Bennett Lab

Cell Wall Disassembly

Research Program | Information | Publications

Cell wall disassembly

We investigate the mechanisms of ripening-associated softening of fruit with the goal of developing molecular genetic strategies to improve fruit quality. We have shown that the genes for many enzymes and proteins that target the polysaccharide polymers in plant cell walls are expressed as fruit ripen. These proteins participate in the disassembly of the cell wall, including the hydrolysis and reorganization of the pectin, hemicelluloses and cellulose polysaccharides in the wall. In tomato, our work began with the enzyme, polygalacturonase (PG), which degrades pectin polymers contributing to softening and senescence that accompanies ripening. We have also studied the roles of endoglucanases and expansins in fruit cell wall disassembly. We have evaluated the roles of many of cell wall disassembling genes in the ripening of other fruit, such as melon (Charentais) and berries. Most of our research now focuses on the role of suites of genes in fruit ripening, plant growth and development and the synergism between different types of hydrolases and proteins in cell wall disassembly.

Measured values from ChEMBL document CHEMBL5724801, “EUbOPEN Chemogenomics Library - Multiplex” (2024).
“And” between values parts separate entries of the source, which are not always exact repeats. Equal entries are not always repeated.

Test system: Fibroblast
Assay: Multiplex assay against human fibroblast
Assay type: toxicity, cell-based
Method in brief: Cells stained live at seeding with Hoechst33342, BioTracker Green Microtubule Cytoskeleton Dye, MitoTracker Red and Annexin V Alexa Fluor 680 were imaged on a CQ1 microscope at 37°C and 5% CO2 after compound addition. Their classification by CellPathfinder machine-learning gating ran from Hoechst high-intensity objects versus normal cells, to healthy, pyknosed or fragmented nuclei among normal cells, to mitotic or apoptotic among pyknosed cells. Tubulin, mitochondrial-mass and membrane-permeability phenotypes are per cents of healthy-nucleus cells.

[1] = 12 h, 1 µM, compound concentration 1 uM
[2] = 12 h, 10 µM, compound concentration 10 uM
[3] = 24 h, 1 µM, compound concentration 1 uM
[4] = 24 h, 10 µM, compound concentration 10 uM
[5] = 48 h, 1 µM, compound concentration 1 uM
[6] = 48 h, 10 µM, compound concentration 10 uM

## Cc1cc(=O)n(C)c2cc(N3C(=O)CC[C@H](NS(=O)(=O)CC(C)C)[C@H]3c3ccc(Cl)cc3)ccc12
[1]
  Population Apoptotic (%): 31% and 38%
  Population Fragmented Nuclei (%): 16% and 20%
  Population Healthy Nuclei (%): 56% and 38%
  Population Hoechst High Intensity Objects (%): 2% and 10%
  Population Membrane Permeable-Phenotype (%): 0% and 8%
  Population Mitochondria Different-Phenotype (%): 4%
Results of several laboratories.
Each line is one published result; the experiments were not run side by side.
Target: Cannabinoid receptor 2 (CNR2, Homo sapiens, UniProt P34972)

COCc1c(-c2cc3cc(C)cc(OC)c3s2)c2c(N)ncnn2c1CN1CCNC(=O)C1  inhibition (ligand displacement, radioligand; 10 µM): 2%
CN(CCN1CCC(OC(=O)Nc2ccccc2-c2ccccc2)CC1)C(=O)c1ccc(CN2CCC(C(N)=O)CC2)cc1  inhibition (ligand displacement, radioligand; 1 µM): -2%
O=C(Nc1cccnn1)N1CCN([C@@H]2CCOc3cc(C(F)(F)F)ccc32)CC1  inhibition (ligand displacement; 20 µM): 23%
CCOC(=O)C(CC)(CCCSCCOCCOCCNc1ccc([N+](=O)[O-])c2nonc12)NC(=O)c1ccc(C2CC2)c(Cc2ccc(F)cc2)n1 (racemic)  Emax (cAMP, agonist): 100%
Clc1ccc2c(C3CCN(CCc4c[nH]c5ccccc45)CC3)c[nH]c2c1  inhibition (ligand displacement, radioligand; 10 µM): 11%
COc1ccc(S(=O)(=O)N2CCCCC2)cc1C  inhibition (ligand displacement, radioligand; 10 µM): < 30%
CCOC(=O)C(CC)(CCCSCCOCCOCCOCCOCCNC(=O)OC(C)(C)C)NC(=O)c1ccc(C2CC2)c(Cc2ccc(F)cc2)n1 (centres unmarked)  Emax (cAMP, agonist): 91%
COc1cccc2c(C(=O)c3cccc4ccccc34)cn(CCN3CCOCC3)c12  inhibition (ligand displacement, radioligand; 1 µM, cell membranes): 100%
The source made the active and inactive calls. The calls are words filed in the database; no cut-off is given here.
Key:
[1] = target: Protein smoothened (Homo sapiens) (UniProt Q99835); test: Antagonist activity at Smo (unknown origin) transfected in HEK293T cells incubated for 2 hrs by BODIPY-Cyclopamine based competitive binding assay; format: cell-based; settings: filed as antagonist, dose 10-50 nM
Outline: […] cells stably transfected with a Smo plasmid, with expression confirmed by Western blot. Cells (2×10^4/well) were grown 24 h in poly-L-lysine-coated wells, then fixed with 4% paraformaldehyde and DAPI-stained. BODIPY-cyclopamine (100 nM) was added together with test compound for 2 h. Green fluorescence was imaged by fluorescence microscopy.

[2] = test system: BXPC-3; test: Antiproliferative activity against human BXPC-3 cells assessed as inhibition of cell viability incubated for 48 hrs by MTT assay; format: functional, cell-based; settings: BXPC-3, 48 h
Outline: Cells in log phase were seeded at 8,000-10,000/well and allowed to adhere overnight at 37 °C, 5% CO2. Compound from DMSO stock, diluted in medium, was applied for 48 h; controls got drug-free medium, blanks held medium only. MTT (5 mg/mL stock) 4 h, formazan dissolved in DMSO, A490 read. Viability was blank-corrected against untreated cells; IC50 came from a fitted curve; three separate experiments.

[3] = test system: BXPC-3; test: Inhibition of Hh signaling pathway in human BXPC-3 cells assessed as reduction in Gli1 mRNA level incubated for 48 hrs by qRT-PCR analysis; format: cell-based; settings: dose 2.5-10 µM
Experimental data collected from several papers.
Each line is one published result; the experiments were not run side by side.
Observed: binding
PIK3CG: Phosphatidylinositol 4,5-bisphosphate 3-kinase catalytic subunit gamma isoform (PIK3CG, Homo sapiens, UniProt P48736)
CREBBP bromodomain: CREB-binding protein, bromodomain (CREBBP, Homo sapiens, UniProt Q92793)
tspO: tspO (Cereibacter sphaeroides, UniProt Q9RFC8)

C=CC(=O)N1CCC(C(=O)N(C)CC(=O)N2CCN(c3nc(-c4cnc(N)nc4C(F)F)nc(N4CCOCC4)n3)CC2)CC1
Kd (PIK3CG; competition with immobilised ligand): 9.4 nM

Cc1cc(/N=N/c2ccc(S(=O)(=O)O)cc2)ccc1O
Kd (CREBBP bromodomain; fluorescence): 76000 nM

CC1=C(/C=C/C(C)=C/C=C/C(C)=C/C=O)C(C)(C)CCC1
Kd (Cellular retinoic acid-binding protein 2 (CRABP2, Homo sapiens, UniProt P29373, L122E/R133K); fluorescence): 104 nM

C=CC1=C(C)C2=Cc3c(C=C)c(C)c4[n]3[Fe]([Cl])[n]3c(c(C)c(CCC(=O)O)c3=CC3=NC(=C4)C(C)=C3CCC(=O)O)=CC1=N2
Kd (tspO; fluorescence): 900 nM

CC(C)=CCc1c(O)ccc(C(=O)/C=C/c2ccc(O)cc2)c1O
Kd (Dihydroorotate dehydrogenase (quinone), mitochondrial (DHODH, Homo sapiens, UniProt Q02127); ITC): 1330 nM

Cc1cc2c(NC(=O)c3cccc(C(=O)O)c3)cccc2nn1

Information

Fruit softening involves the cell wall

Softening during ripening has two phases

Proteins and enzymes participating in softening during tomato fruit ripening

Publications